6 Ways You Can Help Refugees, According To The United Nations

Photo: Patrick Pleul/AP Photo.
A young refugee girl shows the victory sign at a train station in Schoenefeld, Germany, on September 10.
The world is experiencing the worst refugee crisis since World War II as hundreds of thousands of people flee violence and civil war in the Middle East and North Africa, according to the European Commission.

This year alone, 300,000 refugees have made the perilous journey across the Mediterranean Sea to seek asylum in Europe, according to the United Nations High Commissioner for Refugees. More than one quarter of these people are women and children.

Unlike migrants, who mostly emigrate for economic reasons, refugees are fleeing emergency situations in their home countries and cannot go back. They are some of the world's most desperate people, forced to uproot their lives quickly out of necessity, not desire. Many are forced to pack their lives into one small bag as they make the dangerous journey.

The UNHCR is the office of the United Nations that functions as an umbrella organization for fundraising and research efforts related to helping refugees. In solidarity with women and children worldwide, Refinery29 spoke with Jennifer Patterson, a director of communications for UNHCR, about ways we can help, even from afar.

1. Organize. "Women are great at mobilizing!" Patterson said, citing examples of gun-violence-advocacy groups started by women, for women, like Everytown and Moms Demand Action for Gun Sense. Mothers Against Drunk Driving (MADD) has worked to cut the death toll from drunk-driving accidents in half in just 35 years. Women could team up to start a similarly ambitious initiative to reduce unnecessary refugee deaths.
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As of 2014, 80% of the 51 million refugees worldwide were women.

Women's Refugee Commission
2. Remember that refugees need help worldwide. With crises under way in the Middle East and North Africa, the plight of refugees attempting to reach Europe have understandably made headlines recently, including the deaths of 3-year-old Aylan Kurdi, his brother, and his mother, which sparked outrage and action worldwide.

But women and children are fleeing violence and conflict on every continent. As of 2014, 80% of the 51 million refugees worldwide were women, according to the Women's Refugee Commission advocacy group. That's more than 40 million women living in temporary and often unsafe conditions worldwide.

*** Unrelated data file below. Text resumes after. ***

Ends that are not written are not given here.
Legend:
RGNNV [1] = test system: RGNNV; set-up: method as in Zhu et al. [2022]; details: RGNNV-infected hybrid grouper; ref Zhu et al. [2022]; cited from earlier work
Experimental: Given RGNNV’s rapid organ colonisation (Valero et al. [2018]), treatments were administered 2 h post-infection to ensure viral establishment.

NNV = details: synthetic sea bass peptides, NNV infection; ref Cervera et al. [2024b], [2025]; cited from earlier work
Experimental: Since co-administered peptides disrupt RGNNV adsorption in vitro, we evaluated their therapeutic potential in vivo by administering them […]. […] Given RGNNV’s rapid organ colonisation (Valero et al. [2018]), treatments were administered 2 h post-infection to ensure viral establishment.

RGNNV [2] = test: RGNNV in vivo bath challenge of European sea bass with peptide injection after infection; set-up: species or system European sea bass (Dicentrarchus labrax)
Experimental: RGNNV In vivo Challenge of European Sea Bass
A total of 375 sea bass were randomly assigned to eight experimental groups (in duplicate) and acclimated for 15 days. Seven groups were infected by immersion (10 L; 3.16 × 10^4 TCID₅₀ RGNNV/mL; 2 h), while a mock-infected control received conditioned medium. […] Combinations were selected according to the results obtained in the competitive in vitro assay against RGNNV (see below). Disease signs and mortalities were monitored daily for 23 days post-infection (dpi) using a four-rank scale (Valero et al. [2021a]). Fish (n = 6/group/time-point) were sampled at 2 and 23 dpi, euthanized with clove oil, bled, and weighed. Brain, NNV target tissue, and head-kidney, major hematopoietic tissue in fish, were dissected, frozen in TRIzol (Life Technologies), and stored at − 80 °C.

But statistics show that more people have filed asylum applications to leave Ukraine than to leave Syria, according to UNHCR figures.

Applications by Asylum Seekers During 2014 by Country of Origin
Chat courtesy of: Silk.
3. Advocate for American companies to get involved. Patterson suggests reaching out "mom and baby" companies to encourage them to donate funds or products to refugee women. "I think women could really pressure those companies into doing that," Patterson said.

Many women refugees are pregnant, and because of an ongoing funding crisis, some 70,000 Syrian refugee women alone risk unsafe deliveries of their babies due to lack of healthcare facilities, according to the UNHCR.

4. Share refugees' stories when they can't speak for themselves. "Women are able to tell stories better," Patterson said. "They're more compassionate, they're more emotional. I feel like as a woman, I can say that." We see horrifying incidents in the news every day — talk about those with your family and friends, spread the word on social media, and encourage others to get involved in a meaningful way, too. While many of the stories we hear about refugees are sad, don't forget to share the uplifting ones that focus on people making a difference, too.
Photo: Matthias Schrader/AP Photo.
A mother arrives with her child on the railway track at a migrant camp for asylum seekers near Roszke, southern Hungary, September 10, 2015.
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5. Keep the plight and needs of refugees on your mind — even when the crisis is no longer in the headlines. "Right now, [the refugee crisis] is in everyone's news feeds, but it's not going to be when the next emergency happens," Patterson said. "These women and children are going to need support for a long time. It's just not a week-or-two crisis."

6. Do your research. Check out the UNHCR's own list of ways you can take action right now. Send money. Sign petitions. Get informed. And visit the sites of other important organizations, like Save the Children, the Red Cross, the World Food Programme, and the International Rescue Committee, all of which are working with the international community to help displaced people.

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